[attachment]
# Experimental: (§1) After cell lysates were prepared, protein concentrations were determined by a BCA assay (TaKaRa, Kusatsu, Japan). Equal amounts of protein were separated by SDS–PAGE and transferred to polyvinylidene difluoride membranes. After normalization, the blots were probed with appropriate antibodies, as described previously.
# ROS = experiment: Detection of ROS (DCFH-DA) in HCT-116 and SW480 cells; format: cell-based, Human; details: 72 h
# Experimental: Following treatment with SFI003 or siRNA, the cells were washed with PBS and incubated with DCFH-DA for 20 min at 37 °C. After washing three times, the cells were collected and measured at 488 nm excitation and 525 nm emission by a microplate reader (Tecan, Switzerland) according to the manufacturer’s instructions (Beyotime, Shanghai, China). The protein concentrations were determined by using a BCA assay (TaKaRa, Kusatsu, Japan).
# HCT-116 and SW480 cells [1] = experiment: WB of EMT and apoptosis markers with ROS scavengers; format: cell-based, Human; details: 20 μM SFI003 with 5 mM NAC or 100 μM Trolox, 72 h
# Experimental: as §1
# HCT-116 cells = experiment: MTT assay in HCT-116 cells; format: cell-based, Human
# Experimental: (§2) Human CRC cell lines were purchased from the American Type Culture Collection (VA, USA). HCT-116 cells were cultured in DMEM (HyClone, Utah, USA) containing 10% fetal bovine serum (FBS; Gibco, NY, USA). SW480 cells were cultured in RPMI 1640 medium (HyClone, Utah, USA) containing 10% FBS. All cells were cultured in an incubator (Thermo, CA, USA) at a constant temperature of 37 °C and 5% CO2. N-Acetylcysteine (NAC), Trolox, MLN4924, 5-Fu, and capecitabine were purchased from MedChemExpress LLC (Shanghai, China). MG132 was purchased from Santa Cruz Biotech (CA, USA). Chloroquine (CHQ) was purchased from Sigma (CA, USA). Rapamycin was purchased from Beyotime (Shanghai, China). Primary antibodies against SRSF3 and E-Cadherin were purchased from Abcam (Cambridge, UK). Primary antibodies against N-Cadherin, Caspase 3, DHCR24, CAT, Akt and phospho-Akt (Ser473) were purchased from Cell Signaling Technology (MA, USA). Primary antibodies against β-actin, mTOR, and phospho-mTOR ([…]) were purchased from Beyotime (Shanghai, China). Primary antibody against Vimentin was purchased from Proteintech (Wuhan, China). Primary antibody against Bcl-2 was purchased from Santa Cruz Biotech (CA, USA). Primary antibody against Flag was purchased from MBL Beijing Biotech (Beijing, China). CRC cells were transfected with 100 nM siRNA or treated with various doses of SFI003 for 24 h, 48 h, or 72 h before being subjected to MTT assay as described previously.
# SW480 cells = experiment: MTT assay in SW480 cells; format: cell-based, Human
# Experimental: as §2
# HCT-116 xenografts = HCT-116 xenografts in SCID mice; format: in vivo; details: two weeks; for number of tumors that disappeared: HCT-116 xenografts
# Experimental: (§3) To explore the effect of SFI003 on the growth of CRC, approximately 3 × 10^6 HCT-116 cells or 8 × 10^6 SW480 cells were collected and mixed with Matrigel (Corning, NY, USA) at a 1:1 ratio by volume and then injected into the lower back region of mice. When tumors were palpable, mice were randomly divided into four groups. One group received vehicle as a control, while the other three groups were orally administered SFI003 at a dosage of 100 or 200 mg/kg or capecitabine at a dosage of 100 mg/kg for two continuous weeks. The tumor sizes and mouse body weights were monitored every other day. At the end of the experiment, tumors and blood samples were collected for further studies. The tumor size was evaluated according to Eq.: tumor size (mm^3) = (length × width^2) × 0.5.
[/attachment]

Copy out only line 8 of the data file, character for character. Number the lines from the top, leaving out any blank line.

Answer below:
# SW480 cells = experiment: MTT assay in SW480 cells; format: cell-based, Human